College of Veterinary Medicine

News from the College of Veterinary Medicine

Willie Nelson's Chili Cook-off & Poetry Contest 2010

Each year the College of Veterinary Medicine holds a chili cook-off in honor of Willie Nelson's Birthday. This year also marked the second annual poetry contest. 

For more details and photos

  Photo by Tim Marsh, WSU Today

Chili Winners

First Place Casey Peterson Shotgun White Chili
Second Place Ron McFarland Ron's Finest Green Pork Chili
Third Place John Mattoon Union Flat Pua'a Chili

Poetry Winners

First Place

Pigs Can't Swim and Pigs Can't Fly
by Clive Gay

No pigs can't swim and pigs can't fly
But pigs can see the wind go by
And pigs make lovely household friends
When winter comes and summer ends.

To find this friend you will first meet
upon a whim, when he is small and sweet
and then he'll draw you with his call
of oinks and squeals, for which you'll fall

With time, his intellect will be so plain
That you will marvel at his brain
He'll answer to your voiced command
and play with you on your demand

He'll join you on your daily chores
And you will find him truly yours
You'll find your time and his conjoined
And other aspects of your life purloined

But pigs do eat and with time's flow
Your winter household friend will grow
He'll likely reach a massive size
And hence some problems will arise

You'll light a fire, the cold to meet
He'll hog the hearth and get the heat
He'll climb around and break your chairs
He'll chew the carpet off your stairs

His jaws will be a massive sight,
With gaping mouth and teeth all bright
He'll send your neighbors off in fright
To have bad dreams throughout the night.

He'll travel with you in your car
On trips to shops, or to the bar
This sight will cause some eyes to pop
When you are at a traffic stop

In fact, a gentle sole will be
your winter household friend, and he
will talk with “oinks” to you,
when he receives your verbal cue

In time, his size will cause concern
and lead to thoughts of ways of term
-ination of this bond, but yet his size alone
cannot a purpose-end atone.

Yes, pigs cant fly and they cant swim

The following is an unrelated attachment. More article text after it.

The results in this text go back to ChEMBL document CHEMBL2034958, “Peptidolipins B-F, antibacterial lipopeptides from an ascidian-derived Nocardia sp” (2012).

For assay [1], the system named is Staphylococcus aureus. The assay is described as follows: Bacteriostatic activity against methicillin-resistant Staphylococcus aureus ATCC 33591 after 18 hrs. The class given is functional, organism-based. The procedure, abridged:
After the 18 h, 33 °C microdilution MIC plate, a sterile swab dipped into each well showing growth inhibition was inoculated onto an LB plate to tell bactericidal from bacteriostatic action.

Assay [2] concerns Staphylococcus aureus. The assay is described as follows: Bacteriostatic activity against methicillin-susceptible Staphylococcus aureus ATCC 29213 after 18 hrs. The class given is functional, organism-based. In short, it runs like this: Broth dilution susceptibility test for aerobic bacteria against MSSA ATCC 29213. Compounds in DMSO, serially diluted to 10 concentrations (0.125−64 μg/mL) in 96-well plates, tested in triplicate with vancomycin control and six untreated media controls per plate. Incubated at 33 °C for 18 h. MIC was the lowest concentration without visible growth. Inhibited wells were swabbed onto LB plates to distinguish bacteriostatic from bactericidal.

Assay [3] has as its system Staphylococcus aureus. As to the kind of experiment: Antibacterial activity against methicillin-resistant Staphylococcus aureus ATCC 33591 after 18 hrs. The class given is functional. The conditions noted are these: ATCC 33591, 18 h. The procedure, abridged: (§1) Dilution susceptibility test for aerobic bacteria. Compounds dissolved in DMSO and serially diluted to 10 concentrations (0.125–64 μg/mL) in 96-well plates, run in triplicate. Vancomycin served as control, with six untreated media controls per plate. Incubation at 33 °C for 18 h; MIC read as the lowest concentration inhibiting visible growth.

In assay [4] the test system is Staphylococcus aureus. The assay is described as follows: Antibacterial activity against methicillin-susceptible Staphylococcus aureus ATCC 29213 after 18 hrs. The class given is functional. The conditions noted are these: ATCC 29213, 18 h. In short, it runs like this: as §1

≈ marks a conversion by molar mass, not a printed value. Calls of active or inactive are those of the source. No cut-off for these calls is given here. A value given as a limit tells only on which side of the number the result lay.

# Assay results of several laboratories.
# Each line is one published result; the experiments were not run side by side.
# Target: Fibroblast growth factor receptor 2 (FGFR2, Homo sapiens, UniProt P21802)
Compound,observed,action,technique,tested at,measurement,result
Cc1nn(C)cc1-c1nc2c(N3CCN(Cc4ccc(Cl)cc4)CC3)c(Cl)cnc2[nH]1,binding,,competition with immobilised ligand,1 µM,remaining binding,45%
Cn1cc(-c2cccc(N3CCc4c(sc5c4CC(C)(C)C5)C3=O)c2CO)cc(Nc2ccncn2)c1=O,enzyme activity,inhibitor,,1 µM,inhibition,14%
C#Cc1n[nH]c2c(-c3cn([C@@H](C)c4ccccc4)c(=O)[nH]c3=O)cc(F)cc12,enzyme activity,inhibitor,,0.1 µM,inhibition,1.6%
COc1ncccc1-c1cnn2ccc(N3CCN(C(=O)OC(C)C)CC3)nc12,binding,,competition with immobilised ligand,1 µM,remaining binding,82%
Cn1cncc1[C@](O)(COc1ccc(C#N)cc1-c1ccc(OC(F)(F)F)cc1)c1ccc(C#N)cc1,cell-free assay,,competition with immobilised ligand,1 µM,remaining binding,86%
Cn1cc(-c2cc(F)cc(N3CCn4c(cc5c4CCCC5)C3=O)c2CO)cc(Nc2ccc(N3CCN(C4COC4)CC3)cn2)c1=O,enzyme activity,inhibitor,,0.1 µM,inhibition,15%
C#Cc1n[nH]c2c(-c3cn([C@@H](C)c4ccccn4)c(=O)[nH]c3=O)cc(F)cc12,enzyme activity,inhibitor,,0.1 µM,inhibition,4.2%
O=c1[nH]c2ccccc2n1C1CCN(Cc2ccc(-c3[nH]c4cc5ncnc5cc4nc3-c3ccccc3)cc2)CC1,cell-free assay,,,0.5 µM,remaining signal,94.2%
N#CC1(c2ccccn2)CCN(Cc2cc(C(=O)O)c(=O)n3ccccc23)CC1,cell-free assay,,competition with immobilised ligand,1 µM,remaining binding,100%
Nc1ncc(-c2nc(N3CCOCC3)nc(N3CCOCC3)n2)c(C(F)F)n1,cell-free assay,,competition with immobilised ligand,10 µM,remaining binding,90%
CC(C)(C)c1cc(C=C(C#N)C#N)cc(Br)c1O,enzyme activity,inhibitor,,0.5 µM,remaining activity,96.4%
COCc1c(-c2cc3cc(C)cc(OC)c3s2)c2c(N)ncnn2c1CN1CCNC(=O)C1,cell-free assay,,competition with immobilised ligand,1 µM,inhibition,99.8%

But when some person, on a whim
Decides to keep one for a friend

Second Place

Don't Trust Horses that Read
by Bob Mealey

The pack mules seemed happy,
their saddles fit right;
the day almost done,
their loads were all light.

We were on our way home,
on the trip's seventh day;
from the Wyoming mountains,
and I needed the pay.

For I was a vet student,
and money was rare;
second year would start soon,
and my checkbook was bare.

Forty dollars a day
was my backcountry wage,
to lead New York tourists
through timber and sage.

A summer dude wrangler was I,
and the hands called me Doc;
even though my degree
was far from a lock.

Oh I had got good
at sewing up a cut,
and bandaging legs,
and giving shots in the butt.

But nothing could ever
prepare me indeed,
for the day I found out
that my cayuse could read.

Now vet school fosters
critical thought;
evidence-based medicine
and science are taught.

And as best I remember
it never was said,
that a horse knew the alphabet
or that one had read.

But listen to me now
and believe me I plead;
my Wyoming cow horse
knew how to read.

He stood sixteen hands;
his age about ten,
and he came off the range,
from the BLM.

A government wild horse
is how he was born,
before he was captured
and branded and shorn.

At first he was broncy;
but soon was well liked,
and the ranch kept him on,
and the boss named him Ike.

His namesake, now,
in case you are stuck,
is a rodeo contractor;
our wild horse could buck.

But over the years